Wednesday, July 16, 2014

Daily Times Editorial July 17, 2014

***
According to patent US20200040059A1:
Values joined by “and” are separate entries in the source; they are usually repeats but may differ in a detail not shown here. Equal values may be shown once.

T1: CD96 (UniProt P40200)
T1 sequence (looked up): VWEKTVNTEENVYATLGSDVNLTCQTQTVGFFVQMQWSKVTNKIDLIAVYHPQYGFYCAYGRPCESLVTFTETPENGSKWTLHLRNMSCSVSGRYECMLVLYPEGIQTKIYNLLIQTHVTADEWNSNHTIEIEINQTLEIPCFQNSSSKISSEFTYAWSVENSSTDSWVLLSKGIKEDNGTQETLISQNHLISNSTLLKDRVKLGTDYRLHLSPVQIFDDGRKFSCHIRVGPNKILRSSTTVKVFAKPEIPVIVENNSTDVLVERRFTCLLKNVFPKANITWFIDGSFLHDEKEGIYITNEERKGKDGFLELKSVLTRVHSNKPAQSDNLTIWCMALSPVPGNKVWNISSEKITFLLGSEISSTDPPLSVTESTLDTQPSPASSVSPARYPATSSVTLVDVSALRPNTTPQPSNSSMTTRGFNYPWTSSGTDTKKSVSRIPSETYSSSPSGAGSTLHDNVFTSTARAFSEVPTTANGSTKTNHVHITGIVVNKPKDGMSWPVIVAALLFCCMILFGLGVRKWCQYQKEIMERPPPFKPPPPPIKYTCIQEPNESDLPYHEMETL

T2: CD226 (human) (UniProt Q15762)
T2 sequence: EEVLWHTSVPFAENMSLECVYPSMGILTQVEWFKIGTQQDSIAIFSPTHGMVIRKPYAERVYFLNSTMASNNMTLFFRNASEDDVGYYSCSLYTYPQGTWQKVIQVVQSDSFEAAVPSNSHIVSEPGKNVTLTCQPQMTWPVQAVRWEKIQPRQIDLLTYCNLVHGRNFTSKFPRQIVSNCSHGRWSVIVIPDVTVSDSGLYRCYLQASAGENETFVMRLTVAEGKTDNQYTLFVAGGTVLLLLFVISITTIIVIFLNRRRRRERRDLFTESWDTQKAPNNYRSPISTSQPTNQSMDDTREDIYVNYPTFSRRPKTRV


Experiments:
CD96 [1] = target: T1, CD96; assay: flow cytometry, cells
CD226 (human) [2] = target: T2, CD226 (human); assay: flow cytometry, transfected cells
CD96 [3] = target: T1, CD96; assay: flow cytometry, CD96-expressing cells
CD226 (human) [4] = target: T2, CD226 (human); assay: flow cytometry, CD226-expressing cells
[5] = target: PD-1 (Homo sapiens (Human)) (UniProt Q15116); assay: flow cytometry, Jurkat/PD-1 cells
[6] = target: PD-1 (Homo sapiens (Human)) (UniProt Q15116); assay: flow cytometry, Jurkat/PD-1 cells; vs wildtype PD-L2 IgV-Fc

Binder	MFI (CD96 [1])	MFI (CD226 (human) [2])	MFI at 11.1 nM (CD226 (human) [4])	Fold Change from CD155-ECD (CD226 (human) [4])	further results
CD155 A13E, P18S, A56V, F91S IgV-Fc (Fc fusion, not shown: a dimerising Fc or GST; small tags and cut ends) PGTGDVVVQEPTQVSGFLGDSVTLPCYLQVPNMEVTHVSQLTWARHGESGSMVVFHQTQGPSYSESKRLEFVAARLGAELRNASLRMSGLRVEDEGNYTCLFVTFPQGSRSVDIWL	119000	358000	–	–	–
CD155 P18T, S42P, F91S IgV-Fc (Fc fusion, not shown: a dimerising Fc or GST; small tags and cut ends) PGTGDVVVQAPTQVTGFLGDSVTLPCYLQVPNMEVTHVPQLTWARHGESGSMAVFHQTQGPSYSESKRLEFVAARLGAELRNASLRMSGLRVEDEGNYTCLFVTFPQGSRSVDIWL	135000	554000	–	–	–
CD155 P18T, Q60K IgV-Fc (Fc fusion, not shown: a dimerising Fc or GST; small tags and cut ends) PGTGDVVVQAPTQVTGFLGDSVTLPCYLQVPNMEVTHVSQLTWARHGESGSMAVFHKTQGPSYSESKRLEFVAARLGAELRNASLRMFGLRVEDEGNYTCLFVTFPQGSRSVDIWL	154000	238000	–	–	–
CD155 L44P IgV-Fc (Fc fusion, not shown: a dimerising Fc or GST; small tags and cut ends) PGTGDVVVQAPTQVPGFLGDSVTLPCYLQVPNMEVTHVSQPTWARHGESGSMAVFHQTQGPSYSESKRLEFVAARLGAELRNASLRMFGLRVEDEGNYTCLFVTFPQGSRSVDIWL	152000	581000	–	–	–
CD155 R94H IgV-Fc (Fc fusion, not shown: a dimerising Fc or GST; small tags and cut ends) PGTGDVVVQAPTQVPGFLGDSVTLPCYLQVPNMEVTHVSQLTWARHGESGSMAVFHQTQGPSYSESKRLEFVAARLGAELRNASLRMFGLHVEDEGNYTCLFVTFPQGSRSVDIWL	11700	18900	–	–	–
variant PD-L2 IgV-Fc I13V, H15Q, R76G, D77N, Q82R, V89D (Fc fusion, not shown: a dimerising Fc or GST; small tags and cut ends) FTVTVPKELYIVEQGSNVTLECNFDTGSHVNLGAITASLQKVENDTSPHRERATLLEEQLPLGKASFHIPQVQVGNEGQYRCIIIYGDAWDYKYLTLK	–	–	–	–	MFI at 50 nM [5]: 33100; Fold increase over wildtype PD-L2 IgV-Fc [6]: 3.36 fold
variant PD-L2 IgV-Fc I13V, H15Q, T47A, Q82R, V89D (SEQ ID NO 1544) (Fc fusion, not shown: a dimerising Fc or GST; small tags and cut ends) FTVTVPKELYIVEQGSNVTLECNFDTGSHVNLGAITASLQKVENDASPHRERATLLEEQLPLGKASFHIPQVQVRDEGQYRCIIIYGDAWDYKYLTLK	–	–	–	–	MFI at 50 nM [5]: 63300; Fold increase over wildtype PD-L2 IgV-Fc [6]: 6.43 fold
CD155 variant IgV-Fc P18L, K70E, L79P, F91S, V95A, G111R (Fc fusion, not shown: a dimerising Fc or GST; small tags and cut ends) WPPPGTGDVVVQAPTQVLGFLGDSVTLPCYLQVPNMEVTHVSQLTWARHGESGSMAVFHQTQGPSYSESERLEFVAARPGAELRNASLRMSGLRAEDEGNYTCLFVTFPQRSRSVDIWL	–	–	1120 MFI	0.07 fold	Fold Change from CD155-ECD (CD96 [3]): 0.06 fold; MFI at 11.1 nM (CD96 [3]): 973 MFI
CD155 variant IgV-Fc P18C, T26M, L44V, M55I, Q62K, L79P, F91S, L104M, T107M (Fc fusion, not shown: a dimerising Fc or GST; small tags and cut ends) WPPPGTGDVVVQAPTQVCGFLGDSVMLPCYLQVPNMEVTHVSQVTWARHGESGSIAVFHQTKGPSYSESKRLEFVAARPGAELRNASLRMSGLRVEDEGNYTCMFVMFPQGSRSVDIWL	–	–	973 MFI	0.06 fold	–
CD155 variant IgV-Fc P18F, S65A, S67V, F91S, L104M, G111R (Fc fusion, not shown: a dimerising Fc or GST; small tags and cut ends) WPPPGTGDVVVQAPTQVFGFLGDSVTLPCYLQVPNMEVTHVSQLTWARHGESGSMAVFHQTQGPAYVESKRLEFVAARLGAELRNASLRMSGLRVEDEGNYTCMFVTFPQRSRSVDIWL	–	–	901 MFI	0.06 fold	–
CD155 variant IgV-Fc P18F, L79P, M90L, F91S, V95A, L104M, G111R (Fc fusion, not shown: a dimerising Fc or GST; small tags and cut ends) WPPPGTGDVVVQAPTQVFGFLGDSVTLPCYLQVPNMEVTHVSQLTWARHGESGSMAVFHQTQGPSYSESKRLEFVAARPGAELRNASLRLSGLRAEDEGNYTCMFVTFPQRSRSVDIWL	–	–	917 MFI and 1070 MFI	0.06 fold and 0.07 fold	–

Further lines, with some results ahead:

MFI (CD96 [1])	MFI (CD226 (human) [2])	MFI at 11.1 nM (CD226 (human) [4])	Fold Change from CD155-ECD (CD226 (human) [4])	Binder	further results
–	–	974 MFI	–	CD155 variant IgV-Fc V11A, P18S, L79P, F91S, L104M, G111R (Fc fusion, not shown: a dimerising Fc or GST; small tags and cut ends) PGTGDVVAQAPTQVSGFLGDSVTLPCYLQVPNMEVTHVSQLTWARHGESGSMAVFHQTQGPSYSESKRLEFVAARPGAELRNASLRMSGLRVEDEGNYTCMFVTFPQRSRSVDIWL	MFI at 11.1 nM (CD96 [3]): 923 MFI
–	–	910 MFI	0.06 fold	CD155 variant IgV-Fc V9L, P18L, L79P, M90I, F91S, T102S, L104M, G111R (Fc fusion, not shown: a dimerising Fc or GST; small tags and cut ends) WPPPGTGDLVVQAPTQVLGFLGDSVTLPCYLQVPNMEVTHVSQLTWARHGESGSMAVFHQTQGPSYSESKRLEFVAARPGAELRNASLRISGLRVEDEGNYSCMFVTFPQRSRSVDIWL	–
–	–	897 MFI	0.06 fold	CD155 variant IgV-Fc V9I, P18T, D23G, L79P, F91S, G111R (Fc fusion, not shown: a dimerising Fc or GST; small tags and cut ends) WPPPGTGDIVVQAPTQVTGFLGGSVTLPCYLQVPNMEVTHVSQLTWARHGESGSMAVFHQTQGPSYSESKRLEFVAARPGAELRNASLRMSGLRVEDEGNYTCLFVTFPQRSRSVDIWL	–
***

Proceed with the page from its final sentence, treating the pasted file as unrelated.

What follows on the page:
Triangular political rivalry An interesting simultaneous distancing and convergence of erstwhile political ‘friends’ and ‘enemies’ has emerged in recent days. PPP Co-chairman and former president Asif Ali Zardari, whose party was widely viewed as a ‘friendly’ opposition to the incumbent PML-N government (justified by the PPP as its support to the continuance of the democratic system), has delivered a broadside against Prime Minister Nawaz Sharif. Zardari has ‘reminded’ Nawaz Sharif that he has been elected a prime minister and not an absolute monarch. Further, he has said that he is at a loss to understand why the government has been resisting Imran Khan’s demand for a vote recount in four constituencies. According to Mr Zardari, the heavens would not fall if four constituencies saw a vote recount. In fact, he went on, a vote recount could be conducted in any constituency where there are complaints, be they even 40 instead of just four. The broadside appears to stem from Zardari’s annoyance at Nawaz Sharif’s ‘authoritarian’ style of ‘dictating’ to the Sindh government led by the PPP on issues such as law and order. Zardari and his party may also harbour serious apprehensions that the PML-N government’s ‘combative ‘ style (especially some of the statements of its hawkish ministers), may lead to a serious crisis and even the derailment of democracy if more and more opposition parties are alienated by the government on perfectly avoidable irritants. Whatever the reasons or motivation for Zardari’s bitter diatribe, Imran Khan has pounced upon it in classic opportunist style and used Zardari’s statements as ammunition to continue his own broadsides at the government. Even that may have been forgivable given that Zardari’s criticism brings grist to Imran Khan’s alleged rigging mill. However, for Imran Khan to wax lyrical as a result about the PPP government being better during its five years than Nawaz Sharif’s government in just one year, smacks of nothing but political opportunism considering that Imran hardly ever had a kind word for the PPP government throughout its five year tenure, let alone its Co-chairman, whom Imran had over the years cast in a lurid light. So, in a classic case of my enemy’s enemy is my friend, Imran Khan embraces Zardari to do down Nawaz Sharif. Let no one even breathe the word ‘principle’ here. Encouraged by Zardari’s ‘conversion’ from friendly to angry with the incumbent government, Imran Khan has taken advantage of the opportunity to resort to what appears to be a strategy of escalating demands. He now says the days of demanding a vote audit/recount in four constituencies s are long over. What he wants now is a total audit/recount of all constituencies as is being carried out in neighbouring Afghanistan in the wake of the controversial presidential run-off elections. The suspicion raises its head here that the PML-N government either wanted the four constituency demand to be decided y the election commission, tribunals, etc, or anticipated that Imran would up the ante at the first opportunity to demand what he has now: a total recount and possible mid-term elections. Either may explain their lack of interest in ‘helping’ Imran get what he (initially) wanted. Nawaz Sharif on the other hand, is still plying his mantra of shunning ‘negative’ politics and allowing the government to pursue its development agenda without unnecessary obstacles. So now the country is witness to the new emerging scenario of unlikely ‘friends’ the PPP and PTI, and even unlikelier ‘enemies’ PPP and PML-N. If the head swims by now, blame it on Pakistan’s Byzantine political culture. Does any of this have anything to do with the serious and grave problems the country faces? Trying to find such a connection would be a stretch. Imran Khan has ‘conceded’ his August 14 rally in Islamabad will be an evening affair and therefore not clash with the government’s planned Independence Day parade in the morning. One should be grateful for the small mercy of Imran Khan not raining on the government’s parade. The shenanigans of the political class at a time when the suffering of the people knows no bounds because of unemployment, inflation, the energy deficit and sundry other issues, not the least of which is security of life and limb, can only weaken its credibility, turn more and more people off ‘democracy’ because of its perceived failure to deliver anything of value to the people while providing no end of perks, privileges and ‘opportunities’ to the political class to make merry. And then some innocent souls ask why the demand for an authoritarian (or worse) dispensation refuses to die.

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